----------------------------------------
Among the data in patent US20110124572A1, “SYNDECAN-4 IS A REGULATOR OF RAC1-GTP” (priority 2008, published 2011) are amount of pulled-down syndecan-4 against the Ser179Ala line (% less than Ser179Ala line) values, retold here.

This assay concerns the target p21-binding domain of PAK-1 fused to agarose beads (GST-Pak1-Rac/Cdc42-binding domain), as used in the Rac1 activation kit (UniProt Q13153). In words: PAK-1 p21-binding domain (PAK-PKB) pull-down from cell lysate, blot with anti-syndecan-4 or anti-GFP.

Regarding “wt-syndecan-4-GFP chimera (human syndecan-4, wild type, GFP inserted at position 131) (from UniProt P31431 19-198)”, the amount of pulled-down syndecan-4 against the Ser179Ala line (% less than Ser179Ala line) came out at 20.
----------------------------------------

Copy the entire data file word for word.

Among the data in patent US20110124572A1, “SYNDECAN-4 IS A REGULATOR OF RAC1-GTP” (priority 2008, published 2011) are amount of pulled-down syndecan-4 against the Ser179Ala line (% less than Ser179Ala line) values, retold here.

This assay concerns the target p21-binding domain of PAK-1 fused to agarose beads (GST-Pak1-Rac/Cdc42-binding domain), as used in the Rac1 activation kit (UniProt Q13153). In words: PAK-1 p21-binding domain (PAK-PKB) pull-down from cell lysate, blot with anti-syndecan-4 or anti-GFP.

Regarding “wt-syndecan-4-GFP chimera (human syndecan-4, wild type, GFP inserted at position 131) (from UniProt P31431 19-198)”, the amount of pulled-down syndecan-4 against the Ser179Ala line (% less than Ser179Ala line) came out at 20.